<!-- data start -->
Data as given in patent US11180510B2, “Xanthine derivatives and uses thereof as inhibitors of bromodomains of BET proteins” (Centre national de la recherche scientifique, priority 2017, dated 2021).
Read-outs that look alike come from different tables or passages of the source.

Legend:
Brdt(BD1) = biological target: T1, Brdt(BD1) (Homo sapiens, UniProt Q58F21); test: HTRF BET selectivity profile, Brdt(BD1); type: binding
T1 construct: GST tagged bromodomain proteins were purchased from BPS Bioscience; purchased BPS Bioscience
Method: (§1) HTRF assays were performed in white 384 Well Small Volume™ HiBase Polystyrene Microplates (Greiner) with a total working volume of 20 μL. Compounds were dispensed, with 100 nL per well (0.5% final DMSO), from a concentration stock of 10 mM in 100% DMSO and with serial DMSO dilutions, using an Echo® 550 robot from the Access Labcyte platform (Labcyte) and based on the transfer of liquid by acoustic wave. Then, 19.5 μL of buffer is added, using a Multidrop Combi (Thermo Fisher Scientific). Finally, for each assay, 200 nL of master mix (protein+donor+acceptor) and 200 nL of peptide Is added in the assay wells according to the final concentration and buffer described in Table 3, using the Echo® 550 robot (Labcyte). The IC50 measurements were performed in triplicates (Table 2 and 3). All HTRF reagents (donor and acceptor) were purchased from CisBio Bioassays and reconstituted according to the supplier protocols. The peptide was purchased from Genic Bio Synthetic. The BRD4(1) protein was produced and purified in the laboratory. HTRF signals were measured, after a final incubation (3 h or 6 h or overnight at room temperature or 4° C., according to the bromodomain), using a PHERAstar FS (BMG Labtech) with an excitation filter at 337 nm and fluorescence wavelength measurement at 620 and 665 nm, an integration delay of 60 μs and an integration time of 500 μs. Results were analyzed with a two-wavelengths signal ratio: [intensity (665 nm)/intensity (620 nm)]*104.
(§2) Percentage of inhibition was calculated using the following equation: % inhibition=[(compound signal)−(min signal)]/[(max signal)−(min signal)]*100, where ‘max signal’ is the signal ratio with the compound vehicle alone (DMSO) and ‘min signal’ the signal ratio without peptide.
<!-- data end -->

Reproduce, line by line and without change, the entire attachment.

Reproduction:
Data as given in patent US11180510B2, “Xanthine derivatives and uses thereof as inhibitors of bromodomains of BET proteins” (Centre national de la recherche scientifique, priority 2017, dated 2021).
Read-outs that look alike come from different tables or passages of the source.

Legend:
Brdt(BD1) = biological target: T1, Brdt(BD1) (Homo sapiens, UniProt Q58F21); test: HTRF BET selectivity profile, Brdt(BD1); type: binding
T1 construct: GST tagged bromodomain proteins were purchased from BPS Bioscience; purchased BPS Bioscience
Method: (§1) HTRF assays were performed in white 384 Well Small Volume™ HiBase Polystyrene Microplates (Greiner) with a total working volume of 20 μL. Compounds were dispensed, with 100 nL per well (0.5% final DMSO), from a concentration stock of 10 mM in 100% DMSO and with serial DMSO dilutions, using an Echo® 550 robot from the Access Labcyte platform (Labcyte) and based on the transfer of liquid by acoustic wave. Then, 19.5 μL of buffer is added, using a Multidrop Combi (Thermo Fisher Scientific). Finally, for each assay, 200 nL of master mix (protein+donor+acceptor) and 200 nL of peptide Is added in the assay wells according to the final concentration and buffer described in Table 3, using the Echo® 550 robot (Labcyte). The IC50 measurements were performed in triplicates (Table 2 and 3). All HTRF reagents (donor and acceptor) were purchased from CisBio Bioassays and reconstituted according to the supplier protocols. The peptide was purchased from Genic Bio Synthetic. The BRD4(1) protein was produced and purified in the laboratory. HTRF signals were measured, after a final incubation (3 h or 6 h or overnight at room temperature or 4° C., according to the bromodomain), using a PHERAstar FS (BMG Labtech) with an excitation filter at 337 nm and fluorescence wavelength measurement at 620 and 665 nm, an integration delay of 60 μs and an integration time of 500 μs. Results were analyzed with a two-wavelengths signal ratio: [intensity (665 nm)/intensity (620 nm)]*104.
(§2) Percentage of inhibition was calculated using the following equation: % inhibition=[(compound signal)−(min signal)]/[(max signal)−(min signal)]*100, where ‘max signal’ is the signal ratio with the compound vehicle alone (DMSO) and ‘min signal’ the signal ratio without peptide.